The idea of throwing the player into an immediate post-electricity world is a path not yet trodden by composers or writers; so Cris and Sascha have a blank canvas to work and experiment on. This is a fantastic opportunity to see the effect of music on game immersion and I honestly can't wait to see what happens with this.

Best wishes to all involved!

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I would like subtle ambient music, instrumental though. But it would also be interesting if the character could play some kind of music to pass the time while sitting at a campfire after eating. Maybe you can find a harmonica, or an acoustic guitar? At first the character sucks, but as time goes by, gets better and better (or maybe as part of the back story, the character knows how to play the guitar and thus is even more happy to have found one?). This would really help moral, but maybe as a drawback, it attracts predators? Mind you, it may just help keep them away. Just a thought..

Cor

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This game has 2 different modes and I think that they would have different effects with music. The story line driven episodic aspect to the game would certainly add a level of immersion to the game. Music definitely helps to set the mood, and I think the devs would do well to set the mood in the story they are telling.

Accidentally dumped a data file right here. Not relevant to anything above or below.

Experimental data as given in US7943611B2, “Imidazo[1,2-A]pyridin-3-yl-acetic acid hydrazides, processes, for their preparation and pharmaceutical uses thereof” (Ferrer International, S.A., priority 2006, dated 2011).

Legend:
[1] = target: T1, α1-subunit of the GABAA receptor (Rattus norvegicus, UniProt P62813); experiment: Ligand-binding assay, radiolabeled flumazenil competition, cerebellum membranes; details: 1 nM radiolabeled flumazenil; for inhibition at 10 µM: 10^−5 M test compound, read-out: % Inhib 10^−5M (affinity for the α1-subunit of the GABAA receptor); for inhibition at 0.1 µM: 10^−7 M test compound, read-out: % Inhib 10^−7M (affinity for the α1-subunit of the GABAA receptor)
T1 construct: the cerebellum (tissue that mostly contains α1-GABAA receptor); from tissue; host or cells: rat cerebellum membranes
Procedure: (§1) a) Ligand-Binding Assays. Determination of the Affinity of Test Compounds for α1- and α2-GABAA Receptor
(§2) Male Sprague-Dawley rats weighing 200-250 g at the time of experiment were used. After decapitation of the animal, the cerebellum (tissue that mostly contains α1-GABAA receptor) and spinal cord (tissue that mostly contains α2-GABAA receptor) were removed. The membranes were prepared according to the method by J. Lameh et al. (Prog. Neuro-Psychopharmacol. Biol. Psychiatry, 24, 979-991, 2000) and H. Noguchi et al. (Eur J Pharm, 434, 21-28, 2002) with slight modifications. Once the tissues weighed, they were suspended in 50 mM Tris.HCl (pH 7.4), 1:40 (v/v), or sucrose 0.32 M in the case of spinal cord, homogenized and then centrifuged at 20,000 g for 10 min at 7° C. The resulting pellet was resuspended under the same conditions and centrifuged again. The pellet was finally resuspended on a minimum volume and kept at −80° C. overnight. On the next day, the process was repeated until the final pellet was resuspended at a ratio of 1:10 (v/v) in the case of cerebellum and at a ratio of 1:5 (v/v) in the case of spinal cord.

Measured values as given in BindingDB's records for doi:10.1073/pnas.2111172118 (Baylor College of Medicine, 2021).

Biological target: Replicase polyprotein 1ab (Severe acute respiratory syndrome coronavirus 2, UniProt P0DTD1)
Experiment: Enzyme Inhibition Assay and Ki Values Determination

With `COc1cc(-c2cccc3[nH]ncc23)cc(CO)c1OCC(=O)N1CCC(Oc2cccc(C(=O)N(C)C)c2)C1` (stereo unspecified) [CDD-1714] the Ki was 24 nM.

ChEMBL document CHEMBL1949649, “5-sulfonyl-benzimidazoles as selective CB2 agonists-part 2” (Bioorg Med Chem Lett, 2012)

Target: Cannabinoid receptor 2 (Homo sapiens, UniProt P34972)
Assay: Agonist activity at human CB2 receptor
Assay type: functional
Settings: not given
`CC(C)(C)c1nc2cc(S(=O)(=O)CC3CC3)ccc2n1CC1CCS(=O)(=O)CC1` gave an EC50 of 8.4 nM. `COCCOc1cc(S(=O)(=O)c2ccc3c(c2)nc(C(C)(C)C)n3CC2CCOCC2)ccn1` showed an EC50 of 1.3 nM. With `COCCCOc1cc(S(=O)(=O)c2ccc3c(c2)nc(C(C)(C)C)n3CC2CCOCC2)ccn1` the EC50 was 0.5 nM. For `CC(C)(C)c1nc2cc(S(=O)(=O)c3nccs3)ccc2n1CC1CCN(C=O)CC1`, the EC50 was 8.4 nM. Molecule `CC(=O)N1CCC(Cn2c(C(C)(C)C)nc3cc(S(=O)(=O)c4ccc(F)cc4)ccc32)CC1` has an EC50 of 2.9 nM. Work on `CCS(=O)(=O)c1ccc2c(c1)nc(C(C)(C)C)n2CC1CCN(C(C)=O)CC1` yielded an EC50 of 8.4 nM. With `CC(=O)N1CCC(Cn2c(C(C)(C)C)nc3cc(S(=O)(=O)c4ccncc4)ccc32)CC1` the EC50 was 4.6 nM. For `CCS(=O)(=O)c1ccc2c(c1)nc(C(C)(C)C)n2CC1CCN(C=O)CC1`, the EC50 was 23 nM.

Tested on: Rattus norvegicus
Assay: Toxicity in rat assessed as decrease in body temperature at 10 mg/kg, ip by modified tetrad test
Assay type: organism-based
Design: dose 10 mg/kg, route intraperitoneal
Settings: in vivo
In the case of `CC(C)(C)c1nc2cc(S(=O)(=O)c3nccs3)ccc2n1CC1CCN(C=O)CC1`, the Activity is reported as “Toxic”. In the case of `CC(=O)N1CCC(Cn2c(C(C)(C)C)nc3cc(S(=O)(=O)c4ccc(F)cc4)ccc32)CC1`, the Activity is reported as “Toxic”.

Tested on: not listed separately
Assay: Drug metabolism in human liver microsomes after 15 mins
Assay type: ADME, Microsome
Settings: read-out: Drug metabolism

The survival sandbox aspect to the game is one where I could see the music being distracting. I personally wouldn't mind it, but I could see it being annoying if I didn't hear the wolf coming because some music event started when I created a fire.

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  • 2 weeks later...

Ambient music while exploring, especially at night could be detrimental. When I imagine drudging through the snow at night or waiting while camped out, I hear the whistling of the wind, the rustling of the trees, the howls of the wildlife. That's what really sets the tone of isolation and solitude when exploring.

However, music could be implemented using the northern lights. The colours could coincide with minute ambient music to convey different moods and threat levels in the area.

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We actually plan on having two kinds of music. One will be obvious and more traditional. The other is a more ambient style. We haven't tested it yet, but plan to soon. We believe that less is more so don't worry that we'll have constant or distracting music.

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  • 2 weeks later...